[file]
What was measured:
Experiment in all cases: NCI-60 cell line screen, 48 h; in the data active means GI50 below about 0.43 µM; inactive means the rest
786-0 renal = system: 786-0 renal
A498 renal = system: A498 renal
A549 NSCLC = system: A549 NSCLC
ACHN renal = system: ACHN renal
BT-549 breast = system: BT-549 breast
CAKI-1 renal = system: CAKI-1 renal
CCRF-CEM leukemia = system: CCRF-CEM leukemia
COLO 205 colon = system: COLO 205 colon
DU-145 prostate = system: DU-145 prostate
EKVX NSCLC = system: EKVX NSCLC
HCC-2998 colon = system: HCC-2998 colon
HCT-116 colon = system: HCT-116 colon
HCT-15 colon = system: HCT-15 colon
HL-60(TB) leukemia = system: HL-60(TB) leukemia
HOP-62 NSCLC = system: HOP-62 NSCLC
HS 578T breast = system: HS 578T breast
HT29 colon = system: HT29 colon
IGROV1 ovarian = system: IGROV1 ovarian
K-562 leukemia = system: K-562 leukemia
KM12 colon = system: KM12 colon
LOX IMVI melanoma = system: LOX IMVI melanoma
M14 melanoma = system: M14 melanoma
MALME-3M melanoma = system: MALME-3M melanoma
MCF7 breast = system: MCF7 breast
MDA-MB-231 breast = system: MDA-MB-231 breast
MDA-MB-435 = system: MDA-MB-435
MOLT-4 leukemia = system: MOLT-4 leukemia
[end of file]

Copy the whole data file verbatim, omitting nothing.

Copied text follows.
What was measured:
Experiment in all cases: NCI-60 cell line screen, 48 h; in the data active means GI50 below about 0.43 µM; inactive means the rest
786-0 renal = system: 786-0 renal
A498 renal = system: A498 renal
A549 NSCLC = system: A549 NSCLC
ACHN renal = system: ACHN renal
BT-549 breast = system: BT-549 breast
CAKI-1 renal = system: CAKI-1 renal
CCRF-CEM leukemia = system: CCRF-CEM leukemia
COLO 205 colon = system: COLO 205 colon
DU-145 prostate = system: DU-145 prostate
EKVX NSCLC = system: EKVX NSCLC
HCC-2998 colon = system: HCC-2998 colon
HCT-116 colon = system: HCT-116 colon
HCT-15 colon = system: HCT-15 colon
HL-60(TB) leukemia = system: HL-60(TB) leukemia
HOP-62 NSCLC = system: HOP-62 NSCLC
HS 578T breast = system: HS 578T breast
HT29 colon = system: HT29 colon
IGROV1 ovarian = system: IGROV1 ovarian
K-562 leukemia = system: K-562 leukemia
KM12 colon = system: KM12 colon
LOX IMVI melanoma = system: LOX IMVI melanoma
M14 melanoma = system: M14 melanoma
MALME-3M melanoma = system: MALME-3M melanoma
MCF7 breast = system: MCF7 breast
MDA-MB-231 breast = system: MDA-MB-231 breast
MDA-MB-435 = system: MDA-MB-435
MOLT-4 leukemia = system: MOLT-4 leukemia